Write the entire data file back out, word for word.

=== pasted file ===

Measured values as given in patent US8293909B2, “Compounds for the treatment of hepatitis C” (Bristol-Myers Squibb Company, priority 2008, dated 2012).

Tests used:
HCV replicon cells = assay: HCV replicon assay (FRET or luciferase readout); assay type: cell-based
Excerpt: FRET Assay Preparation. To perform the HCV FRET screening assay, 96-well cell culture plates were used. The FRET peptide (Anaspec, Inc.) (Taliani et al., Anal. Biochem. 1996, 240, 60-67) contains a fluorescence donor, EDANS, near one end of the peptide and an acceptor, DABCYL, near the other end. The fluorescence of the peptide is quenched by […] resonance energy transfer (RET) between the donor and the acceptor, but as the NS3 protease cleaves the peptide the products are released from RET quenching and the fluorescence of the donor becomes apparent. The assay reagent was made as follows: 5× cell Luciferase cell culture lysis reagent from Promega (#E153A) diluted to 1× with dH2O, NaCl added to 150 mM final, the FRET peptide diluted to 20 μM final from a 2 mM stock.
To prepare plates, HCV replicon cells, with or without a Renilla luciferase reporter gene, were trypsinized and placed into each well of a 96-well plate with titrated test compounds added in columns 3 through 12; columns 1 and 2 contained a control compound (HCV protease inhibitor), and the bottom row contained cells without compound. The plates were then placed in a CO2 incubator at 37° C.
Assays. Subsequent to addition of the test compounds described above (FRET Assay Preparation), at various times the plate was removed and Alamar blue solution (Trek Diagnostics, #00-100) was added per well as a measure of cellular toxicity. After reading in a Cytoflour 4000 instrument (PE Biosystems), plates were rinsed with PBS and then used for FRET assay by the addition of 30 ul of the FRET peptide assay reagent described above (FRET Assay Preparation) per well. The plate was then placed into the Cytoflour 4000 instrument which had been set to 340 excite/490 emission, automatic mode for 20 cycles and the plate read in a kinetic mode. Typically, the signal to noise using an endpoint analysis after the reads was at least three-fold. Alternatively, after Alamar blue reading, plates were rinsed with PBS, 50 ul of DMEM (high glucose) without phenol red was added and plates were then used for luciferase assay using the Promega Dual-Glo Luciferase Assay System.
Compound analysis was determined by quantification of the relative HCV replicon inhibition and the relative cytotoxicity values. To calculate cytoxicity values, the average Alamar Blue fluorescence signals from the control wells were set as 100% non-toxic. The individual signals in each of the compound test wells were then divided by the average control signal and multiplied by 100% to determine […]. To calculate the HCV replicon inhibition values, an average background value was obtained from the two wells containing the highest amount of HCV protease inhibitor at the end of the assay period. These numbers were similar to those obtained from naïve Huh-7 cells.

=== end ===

Measured values as given in patent US8293909B2, “Compounds for the treatment of hepatitis C” (Bristol-Myers Squibb Company, priority 2008, dated 2012).

Tests used:
HCV replicon cells = assay: HCV replicon assay (FRET or luciferase readout); assay type: cell-based
Excerpt: FRET Assay Preparation. To perform the HCV FRET screening assay, 96-well cell culture plates were used. The FRET peptide (Anaspec, Inc.) (Taliani et al., Anal. Biochem. 1996, 240, 60-67) contains a fluorescence donor, EDANS, near one end of the peptide and an acceptor, DABCYL, near the other end. The fluorescence of the peptide is quenched by […] resonance energy transfer (RET) between the donor and the acceptor, but as the NS3 protease cleaves the peptide the products are released from RET quenching and the fluorescence of the donor becomes apparent. The assay reagent was made as follows: 5× cell Luciferase cell culture lysis reagent from Promega (#E153A) diluted to 1× with dH2O, NaCl added to 150 mM final, the FRET peptide diluted to 20 μM final from a 2 mM stock.
To prepare plates, HCV replicon cells, with or without a Renilla luciferase reporter gene, were trypsinized and placed into each well of a 96-well plate with titrated test compounds added in columns 3 through 12; columns 1 and 2 contained a control compound (HCV protease inhibitor), and the bottom row contained cells without compound. The plates were then placed in a CO2 incubator at 37° C.
Assays. Subsequent to addition of the test compounds described above (FRET Assay Preparation), at various times the plate was removed and Alamar blue solution (Trek Diagnostics, #00-100) was added per well as a measure of cellular toxicity. After reading in a Cytoflour 4000 instrument (PE Biosystems), plates were rinsed with PBS and then used for FRET assay by the addition of 30 ul of the FRET peptide assay reagent described above (FRET Assay Preparation) per well. The plate was then placed into the Cytoflour 4000 instrument which had been set to 340 excite/490 emission, automatic mode for 20 cycles and the plate read in a kinetic mode. Typically, the signal to noise using an endpoint analysis after the reads was at least three-fold. Alternatively, after Alamar blue reading, plates were rinsed with PBS, 50 ul of DMEM (high glucose) without phenol red was added and plates were then used for luciferase assay using the Promega Dual-Glo Luciferase Assay System.
Compound analysis was determined by quantification of the relative HCV replicon inhibition and the relative cytotoxicity values. To calculate cytoxicity values, the average Alamar Blue fluorescence signals from the control wells were set as 100% non-toxic. The individual signals in each of the compound test wells were then divided by the average control signal and multiplied by 100% to determine […]. To calculate the HCV replicon inhibition values, an average background value was obtained from the two wells containing the highest amount of HCV protease inhibitor at the end of the assay period. These numbers were similar to those obtained from naïve Huh-7 cells.